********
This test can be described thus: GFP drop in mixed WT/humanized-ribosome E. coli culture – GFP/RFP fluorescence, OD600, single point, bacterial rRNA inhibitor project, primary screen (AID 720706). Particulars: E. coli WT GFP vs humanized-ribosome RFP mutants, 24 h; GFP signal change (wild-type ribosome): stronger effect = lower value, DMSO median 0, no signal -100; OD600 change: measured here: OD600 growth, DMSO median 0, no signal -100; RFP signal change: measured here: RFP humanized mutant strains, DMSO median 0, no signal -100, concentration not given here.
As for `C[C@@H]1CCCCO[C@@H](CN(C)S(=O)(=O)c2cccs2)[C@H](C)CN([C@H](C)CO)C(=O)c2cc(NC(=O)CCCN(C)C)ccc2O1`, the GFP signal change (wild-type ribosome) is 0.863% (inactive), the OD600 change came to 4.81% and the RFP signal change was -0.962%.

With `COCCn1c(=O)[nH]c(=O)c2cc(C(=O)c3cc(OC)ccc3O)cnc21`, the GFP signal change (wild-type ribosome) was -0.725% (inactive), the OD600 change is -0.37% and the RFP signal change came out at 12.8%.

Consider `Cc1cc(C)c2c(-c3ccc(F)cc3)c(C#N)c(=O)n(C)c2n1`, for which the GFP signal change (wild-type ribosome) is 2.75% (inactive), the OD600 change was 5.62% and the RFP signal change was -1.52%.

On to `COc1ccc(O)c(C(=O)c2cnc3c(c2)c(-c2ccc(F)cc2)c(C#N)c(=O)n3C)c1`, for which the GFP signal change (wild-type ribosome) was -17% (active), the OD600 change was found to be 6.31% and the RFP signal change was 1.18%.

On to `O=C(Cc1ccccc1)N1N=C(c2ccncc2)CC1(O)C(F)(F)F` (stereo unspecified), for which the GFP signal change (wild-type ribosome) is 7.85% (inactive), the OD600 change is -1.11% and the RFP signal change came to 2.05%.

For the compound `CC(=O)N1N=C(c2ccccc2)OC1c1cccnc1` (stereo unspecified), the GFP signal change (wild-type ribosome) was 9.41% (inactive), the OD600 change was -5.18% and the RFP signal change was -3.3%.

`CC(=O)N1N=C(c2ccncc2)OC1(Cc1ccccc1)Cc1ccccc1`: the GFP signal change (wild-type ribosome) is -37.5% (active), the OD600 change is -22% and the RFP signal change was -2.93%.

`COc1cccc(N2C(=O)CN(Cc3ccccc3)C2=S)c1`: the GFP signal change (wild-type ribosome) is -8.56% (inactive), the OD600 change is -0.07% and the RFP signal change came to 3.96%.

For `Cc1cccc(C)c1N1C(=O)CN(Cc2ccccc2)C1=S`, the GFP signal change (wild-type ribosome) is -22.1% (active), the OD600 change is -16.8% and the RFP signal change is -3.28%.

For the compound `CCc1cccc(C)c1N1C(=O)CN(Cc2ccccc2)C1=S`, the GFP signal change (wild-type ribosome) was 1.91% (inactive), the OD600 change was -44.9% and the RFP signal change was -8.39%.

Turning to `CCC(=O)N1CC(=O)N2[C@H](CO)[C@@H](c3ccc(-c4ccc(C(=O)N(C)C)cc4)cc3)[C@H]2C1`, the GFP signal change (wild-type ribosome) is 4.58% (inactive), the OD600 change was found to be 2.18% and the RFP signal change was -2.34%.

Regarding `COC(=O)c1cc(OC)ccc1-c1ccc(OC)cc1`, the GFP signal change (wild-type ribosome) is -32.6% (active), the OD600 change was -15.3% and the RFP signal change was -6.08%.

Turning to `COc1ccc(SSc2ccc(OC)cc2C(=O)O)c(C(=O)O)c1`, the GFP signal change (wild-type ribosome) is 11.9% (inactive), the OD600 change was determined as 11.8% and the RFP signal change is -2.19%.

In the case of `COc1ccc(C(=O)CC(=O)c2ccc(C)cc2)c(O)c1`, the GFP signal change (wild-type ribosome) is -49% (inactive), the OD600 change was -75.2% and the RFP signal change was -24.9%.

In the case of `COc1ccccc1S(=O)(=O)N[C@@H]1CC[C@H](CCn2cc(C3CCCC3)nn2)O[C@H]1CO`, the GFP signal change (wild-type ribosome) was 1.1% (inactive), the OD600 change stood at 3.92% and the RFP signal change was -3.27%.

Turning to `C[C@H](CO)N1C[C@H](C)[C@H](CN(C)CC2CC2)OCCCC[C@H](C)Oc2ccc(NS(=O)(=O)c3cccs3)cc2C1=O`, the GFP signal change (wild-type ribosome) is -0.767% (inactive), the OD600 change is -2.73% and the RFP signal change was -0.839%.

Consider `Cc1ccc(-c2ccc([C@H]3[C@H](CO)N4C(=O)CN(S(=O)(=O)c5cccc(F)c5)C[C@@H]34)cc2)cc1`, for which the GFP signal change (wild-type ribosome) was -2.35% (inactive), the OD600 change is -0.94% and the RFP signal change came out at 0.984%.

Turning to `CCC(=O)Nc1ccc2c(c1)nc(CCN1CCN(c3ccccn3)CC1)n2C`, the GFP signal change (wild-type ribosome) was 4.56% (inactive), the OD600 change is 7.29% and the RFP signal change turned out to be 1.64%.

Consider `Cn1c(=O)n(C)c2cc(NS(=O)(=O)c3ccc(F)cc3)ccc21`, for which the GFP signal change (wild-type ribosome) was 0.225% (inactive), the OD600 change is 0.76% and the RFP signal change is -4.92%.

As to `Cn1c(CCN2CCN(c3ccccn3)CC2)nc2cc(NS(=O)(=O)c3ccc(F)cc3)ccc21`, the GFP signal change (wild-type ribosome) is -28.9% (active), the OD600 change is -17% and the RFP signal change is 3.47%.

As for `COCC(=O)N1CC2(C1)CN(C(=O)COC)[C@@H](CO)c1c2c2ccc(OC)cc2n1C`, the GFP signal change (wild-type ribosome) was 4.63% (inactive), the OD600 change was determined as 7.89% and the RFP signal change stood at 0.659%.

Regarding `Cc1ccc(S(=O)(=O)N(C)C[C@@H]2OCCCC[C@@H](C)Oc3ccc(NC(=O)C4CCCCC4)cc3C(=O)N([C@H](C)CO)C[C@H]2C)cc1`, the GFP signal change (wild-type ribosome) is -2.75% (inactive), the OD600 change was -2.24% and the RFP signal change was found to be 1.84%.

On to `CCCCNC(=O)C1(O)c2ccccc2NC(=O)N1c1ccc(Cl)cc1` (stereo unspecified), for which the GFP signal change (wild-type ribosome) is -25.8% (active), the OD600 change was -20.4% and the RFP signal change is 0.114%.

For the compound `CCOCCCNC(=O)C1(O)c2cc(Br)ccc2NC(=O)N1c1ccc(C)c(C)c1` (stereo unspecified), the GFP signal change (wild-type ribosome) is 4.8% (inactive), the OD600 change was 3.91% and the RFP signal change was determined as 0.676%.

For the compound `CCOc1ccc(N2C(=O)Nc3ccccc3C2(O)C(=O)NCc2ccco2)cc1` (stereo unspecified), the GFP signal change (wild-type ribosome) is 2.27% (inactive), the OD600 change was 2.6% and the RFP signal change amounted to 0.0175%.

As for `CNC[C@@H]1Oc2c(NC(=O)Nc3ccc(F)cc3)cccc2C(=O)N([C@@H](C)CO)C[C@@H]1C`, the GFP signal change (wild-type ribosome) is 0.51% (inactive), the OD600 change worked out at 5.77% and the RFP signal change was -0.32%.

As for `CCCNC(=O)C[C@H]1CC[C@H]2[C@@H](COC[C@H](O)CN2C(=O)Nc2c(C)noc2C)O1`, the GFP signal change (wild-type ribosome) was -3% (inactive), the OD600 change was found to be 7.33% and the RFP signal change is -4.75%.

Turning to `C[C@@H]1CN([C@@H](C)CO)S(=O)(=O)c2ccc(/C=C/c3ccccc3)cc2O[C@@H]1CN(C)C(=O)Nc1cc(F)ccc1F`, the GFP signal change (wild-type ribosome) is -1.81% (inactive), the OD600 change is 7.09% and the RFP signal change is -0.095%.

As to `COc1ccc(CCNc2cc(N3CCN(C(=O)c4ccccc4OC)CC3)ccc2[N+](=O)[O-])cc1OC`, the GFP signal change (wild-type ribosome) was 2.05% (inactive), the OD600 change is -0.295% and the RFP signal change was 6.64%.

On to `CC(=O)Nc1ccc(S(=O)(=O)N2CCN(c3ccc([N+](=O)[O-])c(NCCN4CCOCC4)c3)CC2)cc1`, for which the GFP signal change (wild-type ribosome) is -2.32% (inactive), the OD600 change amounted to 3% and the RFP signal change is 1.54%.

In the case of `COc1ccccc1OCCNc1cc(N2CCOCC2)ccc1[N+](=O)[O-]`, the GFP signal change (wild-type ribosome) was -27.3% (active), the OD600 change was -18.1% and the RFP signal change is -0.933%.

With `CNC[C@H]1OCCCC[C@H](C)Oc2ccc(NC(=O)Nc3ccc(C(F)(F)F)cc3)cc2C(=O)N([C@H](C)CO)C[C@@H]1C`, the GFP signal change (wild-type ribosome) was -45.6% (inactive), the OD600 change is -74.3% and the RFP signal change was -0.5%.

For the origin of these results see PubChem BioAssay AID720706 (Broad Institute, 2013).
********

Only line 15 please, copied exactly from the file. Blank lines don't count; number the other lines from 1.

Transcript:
In the case of `COc1ccc(C(=O)CC(=O)c2ccc(C)cc2)c(O)c1`, the GFP signal change (wild-type ribosome) is -49% (inactive), the OD600 change was -75.2% and the RFP signal change was -24.9%.